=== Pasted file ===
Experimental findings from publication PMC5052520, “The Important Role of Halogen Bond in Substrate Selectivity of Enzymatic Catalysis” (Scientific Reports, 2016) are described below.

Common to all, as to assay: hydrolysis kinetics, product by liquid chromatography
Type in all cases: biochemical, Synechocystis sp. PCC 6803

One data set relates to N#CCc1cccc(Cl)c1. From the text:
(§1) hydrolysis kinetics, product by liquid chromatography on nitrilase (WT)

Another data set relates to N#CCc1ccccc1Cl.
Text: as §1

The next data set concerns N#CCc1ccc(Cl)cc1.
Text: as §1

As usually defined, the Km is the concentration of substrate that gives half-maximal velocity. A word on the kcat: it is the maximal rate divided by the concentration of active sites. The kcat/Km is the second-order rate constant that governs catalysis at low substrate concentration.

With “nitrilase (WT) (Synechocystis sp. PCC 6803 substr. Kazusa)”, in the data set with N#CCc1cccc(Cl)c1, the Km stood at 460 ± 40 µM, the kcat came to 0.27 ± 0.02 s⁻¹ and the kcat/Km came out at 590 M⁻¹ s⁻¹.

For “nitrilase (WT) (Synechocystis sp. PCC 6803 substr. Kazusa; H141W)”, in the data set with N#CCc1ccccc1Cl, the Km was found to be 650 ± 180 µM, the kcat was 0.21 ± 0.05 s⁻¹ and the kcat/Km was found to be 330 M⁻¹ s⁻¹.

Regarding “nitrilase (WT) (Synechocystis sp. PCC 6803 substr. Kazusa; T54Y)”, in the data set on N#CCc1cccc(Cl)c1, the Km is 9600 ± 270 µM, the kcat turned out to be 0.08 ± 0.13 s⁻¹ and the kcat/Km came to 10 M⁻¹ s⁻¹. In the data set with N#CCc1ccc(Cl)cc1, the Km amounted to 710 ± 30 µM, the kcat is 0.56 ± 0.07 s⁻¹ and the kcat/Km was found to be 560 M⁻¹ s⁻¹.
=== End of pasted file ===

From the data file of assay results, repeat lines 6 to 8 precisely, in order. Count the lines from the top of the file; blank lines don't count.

Another data set relates to N#CCc1ccccc1Cl.
Text: as §1

The next data set concerns N#CCc1ccc(Cl)cc1.